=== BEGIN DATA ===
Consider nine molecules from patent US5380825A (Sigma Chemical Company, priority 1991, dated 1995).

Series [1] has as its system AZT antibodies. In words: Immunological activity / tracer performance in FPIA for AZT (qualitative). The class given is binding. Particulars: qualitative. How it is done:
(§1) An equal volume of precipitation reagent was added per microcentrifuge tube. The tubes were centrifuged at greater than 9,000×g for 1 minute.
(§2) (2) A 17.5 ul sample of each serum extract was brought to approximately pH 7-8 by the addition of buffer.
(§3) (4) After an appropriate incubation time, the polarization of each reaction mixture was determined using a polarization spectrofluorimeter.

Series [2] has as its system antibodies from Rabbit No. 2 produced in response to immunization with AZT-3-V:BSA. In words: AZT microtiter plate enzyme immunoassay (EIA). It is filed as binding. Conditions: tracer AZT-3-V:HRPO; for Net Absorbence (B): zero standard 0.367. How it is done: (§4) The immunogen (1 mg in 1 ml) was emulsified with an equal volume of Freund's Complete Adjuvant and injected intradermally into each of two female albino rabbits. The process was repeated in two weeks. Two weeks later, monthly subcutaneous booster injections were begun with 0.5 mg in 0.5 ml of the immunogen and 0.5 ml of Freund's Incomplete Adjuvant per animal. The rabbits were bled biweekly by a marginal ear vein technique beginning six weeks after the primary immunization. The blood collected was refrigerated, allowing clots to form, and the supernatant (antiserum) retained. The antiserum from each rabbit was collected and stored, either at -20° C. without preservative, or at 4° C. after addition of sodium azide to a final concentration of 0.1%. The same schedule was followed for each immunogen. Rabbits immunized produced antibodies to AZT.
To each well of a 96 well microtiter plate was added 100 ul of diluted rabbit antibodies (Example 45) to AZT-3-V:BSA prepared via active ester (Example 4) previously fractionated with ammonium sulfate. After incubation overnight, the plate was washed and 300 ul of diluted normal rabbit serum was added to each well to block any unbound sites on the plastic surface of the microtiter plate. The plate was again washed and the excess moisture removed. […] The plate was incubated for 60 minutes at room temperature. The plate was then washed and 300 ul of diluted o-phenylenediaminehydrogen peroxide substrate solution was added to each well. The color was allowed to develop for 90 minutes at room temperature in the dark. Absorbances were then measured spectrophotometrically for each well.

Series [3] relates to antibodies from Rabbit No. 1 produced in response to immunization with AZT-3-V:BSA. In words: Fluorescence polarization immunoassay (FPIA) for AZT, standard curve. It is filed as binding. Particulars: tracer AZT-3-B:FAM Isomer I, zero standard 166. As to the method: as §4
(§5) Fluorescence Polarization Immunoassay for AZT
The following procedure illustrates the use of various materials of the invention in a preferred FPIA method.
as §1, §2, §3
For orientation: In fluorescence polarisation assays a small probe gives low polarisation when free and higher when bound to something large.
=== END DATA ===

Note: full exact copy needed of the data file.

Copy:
Consider nine molecules from patent US5380825A (Sigma Chemical Company, priority 1991, dated 1995).

Series [1] has as its system AZT antibodies. In words: Immunological activity / tracer performance in FPIA for AZT (qualitative). The class given is binding. Particulars: qualitative. How it is done:
(§1) An equal volume of precipitation reagent was added per microcentrifuge tube. The tubes were centrifuged at greater than 9,000×g for 1 minute.
(§2) (2) A 17.5 ul sample of each serum extract was brought to approximately pH 7-8 by the addition of buffer.
(§3) (4) After an appropriate incubation time, the polarization of each reaction mixture was determined using a polarization spectrofluorimeter.

Series [2] has as its system antibodies from Rabbit No. 2 produced in response to immunization with AZT-3-V:BSA. In words: AZT microtiter plate enzyme immunoassay (EIA). It is filed as binding. Conditions: tracer AZT-3-V:HRPO; for Net Absorbence (B): zero standard 0.367. How it is done: (§4) The immunogen (1 mg in 1 ml) was emulsified with an equal volume of Freund's Complete Adjuvant and injected intradermally into each of two female albino rabbits. The process was repeated in two weeks. Two weeks later, monthly subcutaneous booster injections were begun with 0.5 mg in 0.5 ml of the immunogen and 0.5 ml of Freund's Incomplete Adjuvant per animal. The rabbits were bled biweekly by a marginal ear vein technique beginning six weeks after the primary immunization. The blood collected was refrigerated, allowing clots to form, and the supernatant (antiserum) retained. The antiserum from each rabbit was collected and stored, either at -20° C. without preservative, or at 4° C. after addition of sodium azide to a final concentration of 0.1%. The same schedule was followed for each immunogen. Rabbits immunized produced antibodies to AZT.
To each well of a 96 well microtiter plate was added 100 ul of diluted rabbit antibodies (Example 45) to AZT-3-V:BSA prepared via active ester (Example 4) previously fractionated with ammonium sulfate. After incubation overnight, the plate was washed and 300 ul of diluted normal rabbit serum was added to each well to block any unbound sites on the plastic surface of the microtiter plate. The plate was again washed and the excess moisture removed. […] The plate was incubated for 60 minutes at room temperature. The plate was then washed and 300 ul of diluted o-phenylenediaminehydrogen peroxide substrate solution was added to each well. The color was allowed to develop for 90 minutes at room temperature in the dark. Absorbances were then measured spectrophotometrically for each well.

Series [3] relates to antibodies from Rabbit No. 1 produced in response to immunization with AZT-3-V:BSA. In words: Fluorescence polarization immunoassay (FPIA) for AZT, standard curve. It is filed as binding. Particulars: tracer AZT-3-B:FAM Isomer I, zero standard 166. As to the method: as §4
(§5) Fluorescence Polarization Immunoassay for AZT
The following procedure illustrates the use of various materials of the invention in a preferred FPIA method.
as §1, §2, §3
For orientation: In fluorescence polarisation assays a small probe gives low polarisation when free and higher when bound to something large.